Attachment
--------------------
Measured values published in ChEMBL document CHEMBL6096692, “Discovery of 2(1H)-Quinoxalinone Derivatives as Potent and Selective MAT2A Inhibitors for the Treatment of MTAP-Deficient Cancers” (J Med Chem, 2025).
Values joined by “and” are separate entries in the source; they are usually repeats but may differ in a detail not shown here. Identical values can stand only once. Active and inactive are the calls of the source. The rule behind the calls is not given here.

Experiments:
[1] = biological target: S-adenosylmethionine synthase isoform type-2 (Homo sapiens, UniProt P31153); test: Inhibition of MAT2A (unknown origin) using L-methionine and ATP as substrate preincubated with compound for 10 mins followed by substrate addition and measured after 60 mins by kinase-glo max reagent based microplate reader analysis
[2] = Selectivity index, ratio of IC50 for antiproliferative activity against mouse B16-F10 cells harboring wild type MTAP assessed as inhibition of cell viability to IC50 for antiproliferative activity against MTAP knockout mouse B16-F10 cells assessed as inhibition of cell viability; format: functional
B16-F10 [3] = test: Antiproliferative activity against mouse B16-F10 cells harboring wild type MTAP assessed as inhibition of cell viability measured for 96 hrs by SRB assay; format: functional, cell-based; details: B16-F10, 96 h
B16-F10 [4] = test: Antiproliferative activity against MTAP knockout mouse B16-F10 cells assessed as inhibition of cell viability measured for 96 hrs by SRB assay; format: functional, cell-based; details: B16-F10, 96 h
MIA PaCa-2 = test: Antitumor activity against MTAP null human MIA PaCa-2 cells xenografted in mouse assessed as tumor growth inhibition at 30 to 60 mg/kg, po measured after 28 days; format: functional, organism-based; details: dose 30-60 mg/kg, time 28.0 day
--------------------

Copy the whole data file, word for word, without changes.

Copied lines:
Measured values published in ChEMBL document CHEMBL6096692, “Discovery of 2(1H)-Quinoxalinone Derivatives as Potent and Selective MAT2A Inhibitors for the Treatment of MTAP-Deficient Cancers” (J Med Chem, 2025).
Values joined by “and” are separate entries in the source; they are usually repeats but may differ in a detail not shown here. Identical values can stand only once. Active and inactive are the calls of the source. The rule behind the calls is not given here.

Experiments:
[1] = biological target: S-adenosylmethionine synthase isoform type-2 (Homo sapiens, UniProt P31153); test: Inhibition of MAT2A (unknown origin) using L-methionine and ATP as substrate preincubated with compound for 10 mins followed by substrate addition and measured after 60 mins by kinase-glo max reagent based microplate reader analysis
[2] = Selectivity index, ratio of IC50 for antiproliferative activity against mouse B16-F10 cells harboring wild type MTAP assessed as inhibition of cell viability to IC50 for antiproliferative activity against MTAP knockout mouse B16-F10 cells assessed as inhibition of cell viability; format: functional
B16-F10 [3] = test: Antiproliferative activity against mouse B16-F10 cells harboring wild type MTAP assessed as inhibition of cell viability measured for 96 hrs by SRB assay; format: functional, cell-based; details: B16-F10, 96 h
B16-F10 [4] = test: Antiproliferative activity against MTAP knockout mouse B16-F10 cells assessed as inhibition of cell viability measured for 96 hrs by SRB assay; format: functional, cell-based; details: B16-F10, 96 h
MIA PaCa-2 = test: Antitumor activity against MTAP null human MIA PaCa-2 cells xenografted in mouse assessed as tumor growth inhibition at 30 to 60 mg/kg, po measured after 28 days; format: functional, organism-based; details: dose 30-60 mg/kg, time 28.0 day